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Durham Catherdal's Architectural History

            Romanesque art is the art from Europe from around 1000 AD to the start of the Gothic style in the 13th Century. According to the Oxford English Dictionary, Romanesque means "descended from Roman." Romanesque architecture is characterized by semi-circular arches, massive size, thick walls, large arches and decorative arcading. The buildings of the Romanesque period have very clearly defined forms and they are often very symmetrical and appear very simple on the outside. During this period a vast amount of churches were built. Many of these churches remain in use today.
             Durham Cathedral is an excellent example of Romanesque architecture. The Cathedral Church of Christ, Blessed Mary the Virgin and St. Cuthbert of Durham is normally known as Durham Cathedral. The word cathedral comes from the Latin cathedra, which means chair. This is because cathedrals are churches that hold the chair of the Bishops. The Cathedral was built as a place of worship, specifically to house the shrine of St. Cuthbert; it was also the home to a Benedictine monastic community. The Cathedral also served a political and military function by reinforcing the authority of the prince-Bishops over the northern border of England. Durham Cathedral is an Anglican Cathedral. It is the seat of the Bishop of Durham. It is built on the high ground above the River Wear. The present cathedral was founded in 1093 AD and is one of the finest examples of Romanesque architecture in the world. Durham Cathedral contains the shrine of St. Cuthbert and was and still is a place of pilgrimage.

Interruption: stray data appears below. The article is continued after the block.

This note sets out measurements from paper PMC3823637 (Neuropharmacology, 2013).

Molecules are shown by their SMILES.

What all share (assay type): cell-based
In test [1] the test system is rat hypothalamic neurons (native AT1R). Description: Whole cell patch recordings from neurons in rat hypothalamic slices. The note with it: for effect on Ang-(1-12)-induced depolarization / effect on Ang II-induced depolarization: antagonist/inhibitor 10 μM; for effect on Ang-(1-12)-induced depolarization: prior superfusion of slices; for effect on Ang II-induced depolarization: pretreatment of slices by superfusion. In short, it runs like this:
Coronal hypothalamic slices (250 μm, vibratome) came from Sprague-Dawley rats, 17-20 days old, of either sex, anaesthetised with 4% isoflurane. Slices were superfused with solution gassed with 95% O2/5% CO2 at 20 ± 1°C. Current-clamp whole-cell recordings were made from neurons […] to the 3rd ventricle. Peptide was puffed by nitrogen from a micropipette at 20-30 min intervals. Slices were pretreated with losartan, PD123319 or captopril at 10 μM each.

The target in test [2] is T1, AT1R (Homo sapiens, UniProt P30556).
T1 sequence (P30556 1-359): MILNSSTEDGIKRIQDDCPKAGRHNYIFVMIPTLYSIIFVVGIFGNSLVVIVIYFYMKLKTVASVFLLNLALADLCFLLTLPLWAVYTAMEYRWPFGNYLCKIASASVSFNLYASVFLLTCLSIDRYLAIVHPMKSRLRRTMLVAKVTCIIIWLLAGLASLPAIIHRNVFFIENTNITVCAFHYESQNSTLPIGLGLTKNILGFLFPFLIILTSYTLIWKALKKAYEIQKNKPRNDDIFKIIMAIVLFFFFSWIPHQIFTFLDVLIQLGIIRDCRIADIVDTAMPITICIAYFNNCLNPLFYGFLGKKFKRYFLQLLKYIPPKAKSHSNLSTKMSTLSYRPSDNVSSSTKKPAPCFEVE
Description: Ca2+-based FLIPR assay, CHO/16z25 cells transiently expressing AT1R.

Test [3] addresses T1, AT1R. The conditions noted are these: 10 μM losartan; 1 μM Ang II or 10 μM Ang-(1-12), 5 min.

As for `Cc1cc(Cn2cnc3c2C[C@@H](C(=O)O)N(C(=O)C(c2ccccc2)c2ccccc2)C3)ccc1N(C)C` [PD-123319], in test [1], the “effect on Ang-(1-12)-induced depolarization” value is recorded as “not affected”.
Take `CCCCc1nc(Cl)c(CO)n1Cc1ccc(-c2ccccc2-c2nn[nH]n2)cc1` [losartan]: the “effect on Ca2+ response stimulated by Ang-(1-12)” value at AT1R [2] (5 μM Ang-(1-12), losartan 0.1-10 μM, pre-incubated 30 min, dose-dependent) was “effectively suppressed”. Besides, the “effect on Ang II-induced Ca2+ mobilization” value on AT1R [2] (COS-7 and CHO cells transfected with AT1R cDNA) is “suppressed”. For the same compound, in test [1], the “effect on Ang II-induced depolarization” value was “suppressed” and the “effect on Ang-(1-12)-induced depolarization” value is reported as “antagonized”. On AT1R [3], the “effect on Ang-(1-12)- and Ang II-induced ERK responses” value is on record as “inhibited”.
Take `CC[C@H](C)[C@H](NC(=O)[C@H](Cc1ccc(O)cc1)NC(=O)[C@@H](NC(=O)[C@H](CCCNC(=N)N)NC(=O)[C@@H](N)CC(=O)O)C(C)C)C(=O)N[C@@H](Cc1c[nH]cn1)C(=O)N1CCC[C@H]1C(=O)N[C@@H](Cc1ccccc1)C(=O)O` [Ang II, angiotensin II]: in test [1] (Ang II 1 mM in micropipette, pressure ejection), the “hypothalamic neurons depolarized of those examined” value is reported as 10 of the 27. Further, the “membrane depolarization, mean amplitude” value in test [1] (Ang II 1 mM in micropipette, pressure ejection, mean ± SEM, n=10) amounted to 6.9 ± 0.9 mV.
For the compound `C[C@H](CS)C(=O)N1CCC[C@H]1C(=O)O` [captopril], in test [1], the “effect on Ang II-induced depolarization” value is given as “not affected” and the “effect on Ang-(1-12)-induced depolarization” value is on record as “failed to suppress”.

The building of huge cathedrals in the Middle Ages was seen as a reflection of faith. Churches started to give out indulgences - forgiveness of sins to people who helped to build the cathedrals, so often instead of going on crusades people became dedicated to building cathedrals and churches. Durham Cathedral was designed and built under the direction of William of St.

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